Being known as a hip hop scholar in the game, do you still find that people adorn you with that title and don’t consider that you are a fan foremost and your opinion is to see hip hop thrive?
It’s very difficult when people label you. Before everything else I was a Hip Hop fan, then became a rapper in high school, I started reading books and had desire for sharing information. I then became a freelance writer for various publications and even wrote TV documentaries for E-TV and the SABC. Everything I do is Hip Hop related because that’s my first love.

rashid kay

And do you think you’d be as respected as you are now in Hip hop if you were just a rapper and not also a writer and activist?
On the contrary, this is my fourth album and I had a fan base since way back because I’ve been vocal on Hip Hop matters. Nowadays you don’t find rappers who stand for something and have firm beliefs. Everyone is out to please by portraying what they are not.

A lot of emcees are claiming Le Club as the foundation of SA hip hop, what’s your view on that and how does it impact the new school crop of emcees?
Le Club is the foundation of what Joburg Hip Hop is today, and SA Hip Hop to a certain extent. Back then there was a Hip Hop movement where the Hip Hop culture was practiced, today new school emcees have MTV and bedroom studios, and they think they are Hip Hop. As much as Hip Hop evolves, we shouldn’t neglect the most basic elements.

You’ve done quite a lot in and for hip hop in SA. Do you feel that your efforts are recognised?
Although I’m not doing it for personal glory, I do get some recognition for my contribution. I mean I’m part of Back To The City – the biggest Hip Hop festival in Africa, SA Hip Hop Awards – the biggest Hip Hop awards in South Africa, I Speak Hip Hop – the fastest growing publication in South Africa, I have 4 albums, 2 SA Hip Hop documentaries…. I can go on and on.

And the pioneers of hip hop in SA, do you feel their sacrifices are recognised by the new school or we are ungrateful?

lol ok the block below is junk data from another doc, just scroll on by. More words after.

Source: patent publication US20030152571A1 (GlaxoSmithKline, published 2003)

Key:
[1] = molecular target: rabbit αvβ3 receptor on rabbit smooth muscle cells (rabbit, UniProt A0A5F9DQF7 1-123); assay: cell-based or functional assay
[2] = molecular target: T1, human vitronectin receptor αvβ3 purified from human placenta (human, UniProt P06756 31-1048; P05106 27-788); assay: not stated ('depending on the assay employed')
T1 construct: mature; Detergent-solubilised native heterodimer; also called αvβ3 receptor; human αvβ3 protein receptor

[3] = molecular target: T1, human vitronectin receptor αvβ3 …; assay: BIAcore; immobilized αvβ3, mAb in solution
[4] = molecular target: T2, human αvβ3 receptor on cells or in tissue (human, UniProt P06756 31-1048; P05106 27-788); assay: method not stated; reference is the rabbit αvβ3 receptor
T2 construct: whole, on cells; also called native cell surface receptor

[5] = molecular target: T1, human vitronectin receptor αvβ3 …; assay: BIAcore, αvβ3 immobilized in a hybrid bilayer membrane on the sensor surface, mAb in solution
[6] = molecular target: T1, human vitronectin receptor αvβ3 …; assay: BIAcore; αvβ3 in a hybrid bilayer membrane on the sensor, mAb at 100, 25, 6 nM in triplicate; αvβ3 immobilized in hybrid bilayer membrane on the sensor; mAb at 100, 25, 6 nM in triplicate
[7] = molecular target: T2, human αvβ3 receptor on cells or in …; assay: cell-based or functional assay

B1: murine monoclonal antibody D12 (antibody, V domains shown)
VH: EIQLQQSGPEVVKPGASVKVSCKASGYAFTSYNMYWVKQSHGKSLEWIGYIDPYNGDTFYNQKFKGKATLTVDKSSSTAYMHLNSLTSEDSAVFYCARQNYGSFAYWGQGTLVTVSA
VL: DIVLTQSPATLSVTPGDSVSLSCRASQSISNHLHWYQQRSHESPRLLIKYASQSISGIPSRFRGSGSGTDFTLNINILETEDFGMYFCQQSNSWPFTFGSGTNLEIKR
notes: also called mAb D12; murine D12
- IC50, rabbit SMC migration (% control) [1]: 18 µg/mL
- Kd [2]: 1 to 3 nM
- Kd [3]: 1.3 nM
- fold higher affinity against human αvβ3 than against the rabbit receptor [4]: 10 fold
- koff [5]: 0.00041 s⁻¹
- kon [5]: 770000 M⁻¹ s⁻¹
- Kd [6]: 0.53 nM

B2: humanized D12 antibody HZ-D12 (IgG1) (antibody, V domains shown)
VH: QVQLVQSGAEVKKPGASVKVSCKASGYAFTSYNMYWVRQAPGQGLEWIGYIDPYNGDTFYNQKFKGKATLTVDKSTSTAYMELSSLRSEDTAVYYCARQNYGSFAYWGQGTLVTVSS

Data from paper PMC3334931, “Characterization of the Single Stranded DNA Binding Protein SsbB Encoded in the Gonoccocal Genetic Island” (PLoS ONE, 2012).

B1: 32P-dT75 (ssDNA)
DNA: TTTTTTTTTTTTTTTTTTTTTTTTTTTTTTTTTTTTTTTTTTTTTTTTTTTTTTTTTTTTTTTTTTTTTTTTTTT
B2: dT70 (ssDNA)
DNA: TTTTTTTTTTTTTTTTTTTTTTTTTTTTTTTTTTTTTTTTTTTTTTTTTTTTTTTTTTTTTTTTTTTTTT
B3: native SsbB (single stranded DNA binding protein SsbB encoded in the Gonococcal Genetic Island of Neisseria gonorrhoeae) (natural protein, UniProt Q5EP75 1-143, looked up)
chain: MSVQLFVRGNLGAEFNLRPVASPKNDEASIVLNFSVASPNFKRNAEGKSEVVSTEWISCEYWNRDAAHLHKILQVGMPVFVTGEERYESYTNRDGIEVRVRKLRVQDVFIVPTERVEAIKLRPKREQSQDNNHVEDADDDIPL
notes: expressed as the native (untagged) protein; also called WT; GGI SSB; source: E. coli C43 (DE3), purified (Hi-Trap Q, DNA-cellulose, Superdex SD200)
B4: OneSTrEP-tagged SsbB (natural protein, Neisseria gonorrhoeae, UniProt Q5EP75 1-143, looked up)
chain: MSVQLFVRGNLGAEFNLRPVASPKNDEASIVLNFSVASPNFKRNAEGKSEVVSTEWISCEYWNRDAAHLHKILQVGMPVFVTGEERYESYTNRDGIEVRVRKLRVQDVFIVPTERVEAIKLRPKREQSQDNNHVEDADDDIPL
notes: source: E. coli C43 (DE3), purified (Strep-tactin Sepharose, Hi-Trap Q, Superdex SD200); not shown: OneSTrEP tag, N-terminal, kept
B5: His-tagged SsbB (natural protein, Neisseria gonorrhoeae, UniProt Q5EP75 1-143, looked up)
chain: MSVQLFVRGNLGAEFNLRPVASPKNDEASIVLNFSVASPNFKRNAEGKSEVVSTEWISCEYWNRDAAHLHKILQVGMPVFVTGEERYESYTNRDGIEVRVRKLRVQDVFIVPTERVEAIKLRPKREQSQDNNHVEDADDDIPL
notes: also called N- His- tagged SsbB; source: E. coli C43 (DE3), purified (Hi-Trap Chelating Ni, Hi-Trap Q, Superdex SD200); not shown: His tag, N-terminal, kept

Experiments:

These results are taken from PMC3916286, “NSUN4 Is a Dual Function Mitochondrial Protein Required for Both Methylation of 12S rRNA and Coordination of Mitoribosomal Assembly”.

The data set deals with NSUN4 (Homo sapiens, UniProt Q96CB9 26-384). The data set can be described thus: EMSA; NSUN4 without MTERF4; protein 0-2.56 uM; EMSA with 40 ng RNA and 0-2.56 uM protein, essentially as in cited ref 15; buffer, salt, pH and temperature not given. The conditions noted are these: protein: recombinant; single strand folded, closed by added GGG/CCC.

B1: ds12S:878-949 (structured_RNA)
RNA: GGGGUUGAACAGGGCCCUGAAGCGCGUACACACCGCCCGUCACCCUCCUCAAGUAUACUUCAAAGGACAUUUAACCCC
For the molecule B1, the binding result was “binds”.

Just because you did it first doesn’t mean you did it right. Most of these so called pioneers might have contributed to the development of SA Hip Hop back then but they are not doing anything for Hip Hop right now and still wanna be praised for what they did in the ancient age.

In SA, we can go a whole year without having a newcomer blowing up. In your opinion, with so many rappers in the country, why is our industry only producing very few ‘stars’?
Radio is playing it safe for playing who they know, and then the new cats end up being overlooked. People are to blame too because they would go for AKA over Gingerbread Man any day, regardless of the skills.

So what’s next for Rashid?
I’m gonna go on a national tour to promote my new album, shoot a few videos and continue with the SAHHAS and I Speak Hip Hop.

And lastly,  who would you rather be stranded in a desert with between AKA and Tumi? And I’m not taking ‘none’ for an answer. And please give a reason why.
Tumi – he’s fat and that means more meat for me because I can choke him to death, eat him and survive for weeks.

 

Compiled And Written By: @SabzaPassword

5 Comments

  1. ok

  2. This goes to show that HipHop has a lot of spaces in which guys can contribute. These days people wanna be rappers & producers; but nobody wants to do the work on the back end. Shout out to the homeboy for all his levels of involvement.

    salute.

  3. Everything well said Rashid Kay you the greatest your a role model big ups

  4. Pingback: INTERVIEW: RASHID KAY TALKS ALL THINGS SA HIP-HOP | Sabelo Mkhabela

  5. always putting it the way it is….no bullshit or softening anything_ #Great